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Tue 3 Mar 2009 01:28 PM

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Mideast hotels facing tough 2009 amid global crisis

New study shows region's hotels had positive 2008 but challenge lies ahead.

Hotels across the Middle East and North Africa (MENA) region are expected to cut their room rates to tackle declining numbers of tourists as the impact of the global crisis continues to bite in 2009.

In a new report published on Tuesday, industry experts say the next six to nine months will see a deterioration in visitor numbers.

The bleak picture follows a positive 2008 for the region's tourism industry in which Oman was by far the most improved destination, recording a 34 percent revenue per available room (RevPAR) increase, a report by MKG Hospitality’s market monitoring database revealed.

Oman’s performance was fuelled by a major growth of almost 40 percent in average daily rate (ADR).

Jordan was not so far behind, with a 26 percent growth in RevPAR, while Egypt, Qatar, Bahrain, Algeria and Tunisia also all recorded good results.

Overall, however, Qatar recorded the highest RevPAR at $223, followed by the UAE at $211 and then Oman and Bahrain, almost equal at $164. Only Saudi Arabia and Kuwait in the Gulf showed negative growth in RevPAR for the year.

“However much the tourism sector has held up in 2008, and indeed it has resisted the downturn far better than other industries, the economic downturn will start to take its toll in the coming months, as consumers and companies alike continue to cut back on travelling expenses,” said Vanguelis Panayotis, director of development, MKG Hospitality.

Forecasts suggest that the situation will deteriorate over the next 6-9 months and most countries in the region have already started to see a decrease in occupancy rates, signalling that demand has dropped.

The report said hoteliers are now expected to further reduce their prices in order to encourage more guests.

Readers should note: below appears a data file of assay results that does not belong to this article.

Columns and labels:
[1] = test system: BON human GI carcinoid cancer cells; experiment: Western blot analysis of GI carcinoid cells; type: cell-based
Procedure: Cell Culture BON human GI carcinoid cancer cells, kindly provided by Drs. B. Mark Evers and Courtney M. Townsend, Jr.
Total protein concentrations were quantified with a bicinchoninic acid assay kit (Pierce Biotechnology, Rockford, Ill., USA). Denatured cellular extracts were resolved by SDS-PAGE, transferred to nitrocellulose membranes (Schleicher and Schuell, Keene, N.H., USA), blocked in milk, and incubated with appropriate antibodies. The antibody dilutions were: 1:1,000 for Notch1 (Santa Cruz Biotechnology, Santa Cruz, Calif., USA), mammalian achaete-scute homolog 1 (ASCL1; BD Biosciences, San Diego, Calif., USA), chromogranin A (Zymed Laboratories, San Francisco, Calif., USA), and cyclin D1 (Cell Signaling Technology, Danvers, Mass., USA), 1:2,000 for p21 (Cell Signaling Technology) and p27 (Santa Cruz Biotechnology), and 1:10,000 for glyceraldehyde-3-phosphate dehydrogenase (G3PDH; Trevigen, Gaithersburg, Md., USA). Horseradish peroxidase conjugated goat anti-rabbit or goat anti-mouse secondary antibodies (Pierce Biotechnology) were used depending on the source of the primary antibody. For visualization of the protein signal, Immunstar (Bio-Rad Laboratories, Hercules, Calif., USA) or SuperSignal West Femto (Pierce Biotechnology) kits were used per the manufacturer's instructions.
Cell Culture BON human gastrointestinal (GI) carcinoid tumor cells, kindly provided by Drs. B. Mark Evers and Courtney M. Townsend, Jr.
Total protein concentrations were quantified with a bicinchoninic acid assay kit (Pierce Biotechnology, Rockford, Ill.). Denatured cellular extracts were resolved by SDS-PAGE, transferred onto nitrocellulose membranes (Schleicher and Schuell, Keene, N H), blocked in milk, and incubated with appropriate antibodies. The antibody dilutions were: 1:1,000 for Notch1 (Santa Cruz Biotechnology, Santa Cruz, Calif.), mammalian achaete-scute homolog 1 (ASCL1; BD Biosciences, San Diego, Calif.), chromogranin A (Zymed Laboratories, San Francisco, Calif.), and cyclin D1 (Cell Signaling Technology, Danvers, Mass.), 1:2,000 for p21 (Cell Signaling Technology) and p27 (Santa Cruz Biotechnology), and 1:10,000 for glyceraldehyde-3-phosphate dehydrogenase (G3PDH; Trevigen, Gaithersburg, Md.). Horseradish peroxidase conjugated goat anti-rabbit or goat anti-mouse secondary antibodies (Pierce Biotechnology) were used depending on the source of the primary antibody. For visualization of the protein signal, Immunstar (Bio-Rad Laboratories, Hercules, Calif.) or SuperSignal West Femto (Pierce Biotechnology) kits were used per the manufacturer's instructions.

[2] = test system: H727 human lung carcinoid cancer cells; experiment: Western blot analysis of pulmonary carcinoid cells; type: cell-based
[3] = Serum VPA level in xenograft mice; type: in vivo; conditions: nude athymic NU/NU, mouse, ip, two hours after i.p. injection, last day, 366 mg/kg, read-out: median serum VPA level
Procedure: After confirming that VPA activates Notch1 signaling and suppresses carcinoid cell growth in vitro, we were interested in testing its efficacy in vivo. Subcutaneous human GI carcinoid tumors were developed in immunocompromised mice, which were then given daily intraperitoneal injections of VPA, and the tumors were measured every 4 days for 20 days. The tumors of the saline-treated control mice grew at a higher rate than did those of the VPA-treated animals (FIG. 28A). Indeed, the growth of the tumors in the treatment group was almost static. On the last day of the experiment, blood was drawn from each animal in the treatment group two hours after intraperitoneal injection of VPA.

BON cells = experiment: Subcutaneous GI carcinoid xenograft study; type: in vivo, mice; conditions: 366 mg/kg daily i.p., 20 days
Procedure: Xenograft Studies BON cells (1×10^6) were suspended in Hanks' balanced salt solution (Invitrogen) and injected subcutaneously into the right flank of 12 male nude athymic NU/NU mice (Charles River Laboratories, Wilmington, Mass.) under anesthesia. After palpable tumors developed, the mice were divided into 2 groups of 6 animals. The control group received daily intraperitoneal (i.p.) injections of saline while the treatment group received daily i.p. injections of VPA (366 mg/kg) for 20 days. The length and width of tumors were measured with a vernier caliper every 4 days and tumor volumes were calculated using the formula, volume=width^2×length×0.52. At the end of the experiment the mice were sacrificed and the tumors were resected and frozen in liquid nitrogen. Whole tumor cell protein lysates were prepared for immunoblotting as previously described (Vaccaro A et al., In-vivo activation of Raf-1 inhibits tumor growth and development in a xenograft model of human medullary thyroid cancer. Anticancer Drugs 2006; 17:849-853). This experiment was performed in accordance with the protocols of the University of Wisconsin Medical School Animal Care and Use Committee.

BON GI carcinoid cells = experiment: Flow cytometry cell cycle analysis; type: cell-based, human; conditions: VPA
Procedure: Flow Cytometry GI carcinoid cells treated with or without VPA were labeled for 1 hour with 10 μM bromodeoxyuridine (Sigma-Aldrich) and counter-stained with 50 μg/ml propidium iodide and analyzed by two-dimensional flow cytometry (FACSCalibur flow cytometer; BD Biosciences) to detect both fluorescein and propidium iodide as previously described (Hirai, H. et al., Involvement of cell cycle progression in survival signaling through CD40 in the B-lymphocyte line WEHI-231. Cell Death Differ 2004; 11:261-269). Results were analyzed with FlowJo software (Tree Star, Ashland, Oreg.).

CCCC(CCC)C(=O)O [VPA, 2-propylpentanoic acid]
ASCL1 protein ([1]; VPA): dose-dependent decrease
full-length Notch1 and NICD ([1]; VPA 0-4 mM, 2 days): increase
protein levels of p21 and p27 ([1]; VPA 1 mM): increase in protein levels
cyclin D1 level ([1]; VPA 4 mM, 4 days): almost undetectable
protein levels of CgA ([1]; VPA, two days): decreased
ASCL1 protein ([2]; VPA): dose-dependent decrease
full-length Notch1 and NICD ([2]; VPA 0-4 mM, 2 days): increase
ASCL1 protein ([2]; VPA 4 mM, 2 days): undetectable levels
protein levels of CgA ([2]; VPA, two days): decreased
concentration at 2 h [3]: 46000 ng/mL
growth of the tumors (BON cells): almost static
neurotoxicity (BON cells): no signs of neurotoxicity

“The indicator that must be observed very carefully now is ADR. As demand is decreasing, competition will increase and then the market will start to drop its prices in order to maintain occupancy rates. When ADR decreases for several months versus year-to-date, it is a clear sign of recession,” added Panayotis.

“Unfortunately this sign might be stronger in some markets such as MENA, where the majority of the rooms are in the upscale and midscale segments, compared to mature markets in Western Europe and the US, where there is more of an equilibrium between hotel categories.

"The higher the category, the more volatile price is, so we can expect the MENA region to show stronger decreases than markets with more budget rooms.

"With this in mind, 2009 and 2010 should see the development of more budget-orientated products in the region, such as Express by Holiday Inn, Ibis and the new concept from Rotana, Centro."

According to Panayotis however, the fact that the region is dominated by international and regional hotel operators is a good sign, as it will help withstand the downturn, with their versatility to reduce the impact of recession and to maximise operational efficiency.

“During this difficult period, hotels should focus on two strategies: Cost and Revenue,” said Ahmed Rasmy, revenue manager, Millennium Hotel, Abu Dhabi.

“Initiate a brain storming session to reduce costs and develop revenue streams to capture new opportunities. Applying a total revenue management concept will also reduce the impact. The key for success is the coordination between all hotel departments and having a unified goal.”

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